In this demo-filled webinar on privilege escalation, I demonstrate how to hack five different Capture the Flag (CTF) Linux virtual machines. On each CTF virtual machine, I demonstrate a distinct method of escalating privilege in Linux. What makes these demonstrations particularly useful is that they don’t target a vulnerability that’s here today, patched tomorrow. An attacker can exploit these machines because of a configuration vulnerability, the likes of which will show up on systems for decades.
To keep this blog post interesting, even after you’ve watched the webinar, let’s explore a type of privilege escalation attack that isn’t demonstrated in the webcast.
Think of yourself here as an attacker who has just gained a low-privilege shell on a system. More specifically, you’ve compromised a web application with a remote code execution vulnerability and now you have a reverse shell running as the web server’s www-data user.
Suppose you run echo $PATH and notice your $PATH variable starts a single period “.” entry? That means that your bash shell will check the current directory for commands. Like, when you type “passwd” to change your password, the shell will run ./passwd (if it exists) instead of the system’s /usr/bin/passwd binary. However, this configuration isn’t useful to you unless other users share it too. So, you check out the files that define PATH variables for everyone on the system, files like: /etc/profile and /etc/bash.bashrc. You notice that one of these sets the PATH variable to include the current directory, with a “.” entry. As an “attacker”, that’s a great sign!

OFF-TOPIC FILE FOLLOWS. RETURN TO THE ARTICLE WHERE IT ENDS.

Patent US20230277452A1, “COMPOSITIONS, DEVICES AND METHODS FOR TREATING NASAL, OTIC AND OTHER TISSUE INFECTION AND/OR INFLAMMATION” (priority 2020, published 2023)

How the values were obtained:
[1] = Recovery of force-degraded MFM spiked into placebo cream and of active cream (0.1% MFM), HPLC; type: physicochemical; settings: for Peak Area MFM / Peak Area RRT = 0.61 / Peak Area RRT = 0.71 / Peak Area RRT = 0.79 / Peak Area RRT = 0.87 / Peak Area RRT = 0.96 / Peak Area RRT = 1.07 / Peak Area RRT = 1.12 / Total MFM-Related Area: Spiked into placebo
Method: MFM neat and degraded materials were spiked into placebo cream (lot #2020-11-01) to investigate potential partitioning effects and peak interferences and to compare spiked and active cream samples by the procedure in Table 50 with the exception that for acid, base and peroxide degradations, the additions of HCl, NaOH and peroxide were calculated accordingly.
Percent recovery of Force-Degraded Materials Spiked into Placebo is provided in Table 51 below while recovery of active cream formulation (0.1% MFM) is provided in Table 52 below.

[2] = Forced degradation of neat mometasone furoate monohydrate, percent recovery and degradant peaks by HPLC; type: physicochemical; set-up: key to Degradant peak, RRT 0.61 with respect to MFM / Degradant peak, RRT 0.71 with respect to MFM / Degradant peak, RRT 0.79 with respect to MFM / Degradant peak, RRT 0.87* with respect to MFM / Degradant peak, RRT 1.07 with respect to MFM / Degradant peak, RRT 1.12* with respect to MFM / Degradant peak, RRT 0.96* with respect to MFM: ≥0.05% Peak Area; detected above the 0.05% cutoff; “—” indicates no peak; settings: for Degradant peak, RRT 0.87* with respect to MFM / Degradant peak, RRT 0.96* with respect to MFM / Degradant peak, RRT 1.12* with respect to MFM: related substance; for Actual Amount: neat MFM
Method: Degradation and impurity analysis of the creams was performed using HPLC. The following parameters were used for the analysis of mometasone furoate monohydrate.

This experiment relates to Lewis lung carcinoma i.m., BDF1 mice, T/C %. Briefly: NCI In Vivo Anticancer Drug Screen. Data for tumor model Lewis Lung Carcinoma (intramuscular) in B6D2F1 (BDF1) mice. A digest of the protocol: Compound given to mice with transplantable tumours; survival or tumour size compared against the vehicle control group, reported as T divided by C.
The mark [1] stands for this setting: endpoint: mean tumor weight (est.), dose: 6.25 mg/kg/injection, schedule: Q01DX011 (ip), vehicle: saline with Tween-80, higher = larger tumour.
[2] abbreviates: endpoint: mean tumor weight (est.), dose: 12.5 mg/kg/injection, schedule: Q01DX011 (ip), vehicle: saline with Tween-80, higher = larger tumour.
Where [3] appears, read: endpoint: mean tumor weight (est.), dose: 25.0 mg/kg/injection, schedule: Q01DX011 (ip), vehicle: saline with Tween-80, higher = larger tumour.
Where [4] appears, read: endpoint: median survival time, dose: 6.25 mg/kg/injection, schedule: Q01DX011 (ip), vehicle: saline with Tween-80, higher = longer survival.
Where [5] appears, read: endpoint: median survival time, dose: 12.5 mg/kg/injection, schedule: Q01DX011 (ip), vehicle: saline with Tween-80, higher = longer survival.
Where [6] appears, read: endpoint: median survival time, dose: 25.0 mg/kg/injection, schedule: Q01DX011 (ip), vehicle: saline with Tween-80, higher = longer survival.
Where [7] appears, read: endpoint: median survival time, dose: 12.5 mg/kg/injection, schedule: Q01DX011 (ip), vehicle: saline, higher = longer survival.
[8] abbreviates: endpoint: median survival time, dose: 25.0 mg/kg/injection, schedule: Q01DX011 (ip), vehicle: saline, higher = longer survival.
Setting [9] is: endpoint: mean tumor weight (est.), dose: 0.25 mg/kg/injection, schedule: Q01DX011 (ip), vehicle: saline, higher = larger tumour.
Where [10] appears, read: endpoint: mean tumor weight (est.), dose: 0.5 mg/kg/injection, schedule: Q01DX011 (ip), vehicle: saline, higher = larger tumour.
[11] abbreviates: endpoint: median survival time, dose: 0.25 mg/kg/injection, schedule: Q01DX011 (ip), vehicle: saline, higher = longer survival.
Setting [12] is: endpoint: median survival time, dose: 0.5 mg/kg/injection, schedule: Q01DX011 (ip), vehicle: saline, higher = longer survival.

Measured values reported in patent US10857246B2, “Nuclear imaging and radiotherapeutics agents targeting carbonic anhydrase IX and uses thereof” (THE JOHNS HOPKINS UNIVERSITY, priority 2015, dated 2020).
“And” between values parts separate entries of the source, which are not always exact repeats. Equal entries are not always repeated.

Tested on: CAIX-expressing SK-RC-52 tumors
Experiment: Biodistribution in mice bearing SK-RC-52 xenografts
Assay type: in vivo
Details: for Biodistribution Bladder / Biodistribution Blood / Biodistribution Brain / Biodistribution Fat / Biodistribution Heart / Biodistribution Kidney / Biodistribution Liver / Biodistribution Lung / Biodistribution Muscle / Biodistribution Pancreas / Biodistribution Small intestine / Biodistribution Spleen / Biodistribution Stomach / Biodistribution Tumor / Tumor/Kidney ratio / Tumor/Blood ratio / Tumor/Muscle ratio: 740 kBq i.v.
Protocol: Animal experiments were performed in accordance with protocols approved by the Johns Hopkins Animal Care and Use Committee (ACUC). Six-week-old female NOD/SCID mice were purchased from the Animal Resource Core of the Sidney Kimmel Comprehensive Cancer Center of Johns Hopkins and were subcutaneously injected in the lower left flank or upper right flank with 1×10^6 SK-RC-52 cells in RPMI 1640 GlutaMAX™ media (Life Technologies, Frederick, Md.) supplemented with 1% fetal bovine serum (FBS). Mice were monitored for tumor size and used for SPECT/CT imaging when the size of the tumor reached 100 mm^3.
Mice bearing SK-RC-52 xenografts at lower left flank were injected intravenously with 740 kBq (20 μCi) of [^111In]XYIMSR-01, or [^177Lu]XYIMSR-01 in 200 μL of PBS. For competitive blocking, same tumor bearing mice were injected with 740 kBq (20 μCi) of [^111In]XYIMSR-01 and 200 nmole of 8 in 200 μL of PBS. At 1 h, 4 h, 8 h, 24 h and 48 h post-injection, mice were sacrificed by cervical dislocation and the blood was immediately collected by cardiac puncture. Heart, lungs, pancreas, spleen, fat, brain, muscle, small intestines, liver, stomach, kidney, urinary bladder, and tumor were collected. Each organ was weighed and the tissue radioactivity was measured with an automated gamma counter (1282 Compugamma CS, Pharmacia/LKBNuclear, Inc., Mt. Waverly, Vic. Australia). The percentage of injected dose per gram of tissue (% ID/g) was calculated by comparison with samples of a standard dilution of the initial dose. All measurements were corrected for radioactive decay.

Next, you need to find a directory to which you can write. If a user or script ever had that directory as its current working directory, you’ll be able to gain the same privilege that user or script has. Suppose you take a look at /usr/local/sbin, where many sites put their custom scripts, and find scripts that are world-readable. You find one called “mirror-web-server.sh.” Here are the contents, which we’ll explain next:
rsync -auv ./ www@disaster-recovery-web-server:/var/www/html/ --delete
This script switches into the /var/www/html directory, where the web server you just compromised gets its files to serve. It then runs a synchronization command that sends any new or updated files from the source machine to the destination machine, a web server in the company’s disaster recovery data center. Things like this are reasonably common, if kludgy, ways of maintaining a disaster recovery environment, or a simple backup.
Let’s imagine that you found this script mentioned in the /etc/cron.hourly crontab file. That means that this script is going to change directory into /var/www/html, to which you have write access, and run an rsync command. This normally causes the shell to execute “/usr/bin/rsync.” You create an rsync command in /var/www/html/ with these contents:
echo “www-data ALL=(ALL) NOPASSWD:ALL“ >>/etc/sudoers
This script will add the www-data user to the /etc/sudoers file, allowing that user to run any command as root, without having to enter any kind of password.
Set the script’s permissions to world-readable and executable:
chmod ugo+rx /var/www/html/rsync
Now, you’ve trojan-horsed the mirror-web-server.sh’s use of the rsync command. Wait an hour and you’ll find your www-data user can “sudo su” its way to root without a password!
If you enjoyed what you just learned in this blog, please check out my webinar Attacking and Defending Linux Systems – Privilege Escalation.
Other Linux Attack & Defense Webinars